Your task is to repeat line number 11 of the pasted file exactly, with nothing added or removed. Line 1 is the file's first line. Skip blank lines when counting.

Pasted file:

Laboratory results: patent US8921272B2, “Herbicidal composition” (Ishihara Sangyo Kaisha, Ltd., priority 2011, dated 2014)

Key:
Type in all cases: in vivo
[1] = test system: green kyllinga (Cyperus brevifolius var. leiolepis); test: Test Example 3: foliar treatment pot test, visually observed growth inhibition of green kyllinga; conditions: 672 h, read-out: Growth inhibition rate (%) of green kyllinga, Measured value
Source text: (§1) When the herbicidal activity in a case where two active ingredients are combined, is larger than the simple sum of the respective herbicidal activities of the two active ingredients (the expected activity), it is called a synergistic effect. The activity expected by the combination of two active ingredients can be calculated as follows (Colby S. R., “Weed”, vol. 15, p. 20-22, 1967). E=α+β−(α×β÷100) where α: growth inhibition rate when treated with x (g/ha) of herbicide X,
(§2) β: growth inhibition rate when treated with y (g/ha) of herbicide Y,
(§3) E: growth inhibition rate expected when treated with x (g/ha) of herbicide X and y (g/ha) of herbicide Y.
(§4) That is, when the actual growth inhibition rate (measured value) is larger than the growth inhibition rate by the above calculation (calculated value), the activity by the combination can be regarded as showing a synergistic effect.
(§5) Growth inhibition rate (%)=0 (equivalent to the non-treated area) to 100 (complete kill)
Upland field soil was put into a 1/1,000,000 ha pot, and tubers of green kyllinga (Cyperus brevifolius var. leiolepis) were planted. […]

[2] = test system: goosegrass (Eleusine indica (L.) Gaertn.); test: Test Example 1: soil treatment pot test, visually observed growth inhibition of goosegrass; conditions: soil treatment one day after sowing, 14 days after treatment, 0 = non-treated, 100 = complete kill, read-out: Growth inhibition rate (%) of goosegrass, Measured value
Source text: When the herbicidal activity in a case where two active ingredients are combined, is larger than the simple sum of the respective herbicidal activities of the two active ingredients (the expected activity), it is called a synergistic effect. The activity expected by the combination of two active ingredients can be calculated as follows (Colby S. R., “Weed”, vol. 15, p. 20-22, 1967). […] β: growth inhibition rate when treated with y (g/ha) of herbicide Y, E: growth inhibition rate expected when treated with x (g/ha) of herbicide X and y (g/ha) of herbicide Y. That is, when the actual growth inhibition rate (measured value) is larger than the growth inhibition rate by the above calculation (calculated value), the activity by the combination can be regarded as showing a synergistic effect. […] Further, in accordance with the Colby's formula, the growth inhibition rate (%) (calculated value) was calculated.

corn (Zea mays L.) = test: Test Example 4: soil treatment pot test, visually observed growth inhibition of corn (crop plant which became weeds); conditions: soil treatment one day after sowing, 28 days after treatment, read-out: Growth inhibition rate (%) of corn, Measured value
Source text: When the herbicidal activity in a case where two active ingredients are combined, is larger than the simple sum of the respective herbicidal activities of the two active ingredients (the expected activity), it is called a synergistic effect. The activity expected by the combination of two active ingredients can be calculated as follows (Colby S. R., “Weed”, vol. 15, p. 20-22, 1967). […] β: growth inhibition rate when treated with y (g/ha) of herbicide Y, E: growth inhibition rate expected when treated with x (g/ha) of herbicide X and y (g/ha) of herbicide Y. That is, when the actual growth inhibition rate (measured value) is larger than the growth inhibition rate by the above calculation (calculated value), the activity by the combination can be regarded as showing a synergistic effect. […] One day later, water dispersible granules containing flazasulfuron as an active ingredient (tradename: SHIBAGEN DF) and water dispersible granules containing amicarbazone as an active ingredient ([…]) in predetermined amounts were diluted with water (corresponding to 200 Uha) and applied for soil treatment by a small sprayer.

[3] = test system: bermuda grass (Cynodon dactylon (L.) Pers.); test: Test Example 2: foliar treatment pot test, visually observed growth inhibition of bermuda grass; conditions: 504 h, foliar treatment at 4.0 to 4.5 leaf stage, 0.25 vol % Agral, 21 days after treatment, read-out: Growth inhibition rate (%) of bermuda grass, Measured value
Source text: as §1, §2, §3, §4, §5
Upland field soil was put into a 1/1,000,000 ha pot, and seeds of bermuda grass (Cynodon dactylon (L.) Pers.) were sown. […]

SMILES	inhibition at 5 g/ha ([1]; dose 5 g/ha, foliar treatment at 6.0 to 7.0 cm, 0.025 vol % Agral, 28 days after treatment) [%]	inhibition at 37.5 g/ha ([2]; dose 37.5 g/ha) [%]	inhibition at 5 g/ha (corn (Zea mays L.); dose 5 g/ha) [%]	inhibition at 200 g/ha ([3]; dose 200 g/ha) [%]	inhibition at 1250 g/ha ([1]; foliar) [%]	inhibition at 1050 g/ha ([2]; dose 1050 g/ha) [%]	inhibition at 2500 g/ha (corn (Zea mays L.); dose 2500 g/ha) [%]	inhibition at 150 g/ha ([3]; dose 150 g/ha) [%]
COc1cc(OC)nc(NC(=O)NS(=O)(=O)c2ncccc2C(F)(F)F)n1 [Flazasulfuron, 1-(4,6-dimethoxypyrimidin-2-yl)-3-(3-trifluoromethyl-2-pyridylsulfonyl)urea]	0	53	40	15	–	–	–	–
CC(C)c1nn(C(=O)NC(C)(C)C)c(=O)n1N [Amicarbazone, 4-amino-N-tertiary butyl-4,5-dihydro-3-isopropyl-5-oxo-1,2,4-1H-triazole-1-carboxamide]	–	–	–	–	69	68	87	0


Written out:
[2] = test system: goosegrass (Eleusine indica (L.) Gaertn.); test: Test Example 1: soil treatment pot test, visually observed growth inhibition of goosegrass; conditions: soil treatment one day after sowing, 14 days after treatment, 0 = non-treated, 100 = complete kill, read-out: Growth inhibition rate (%) of goosegrass, Measured value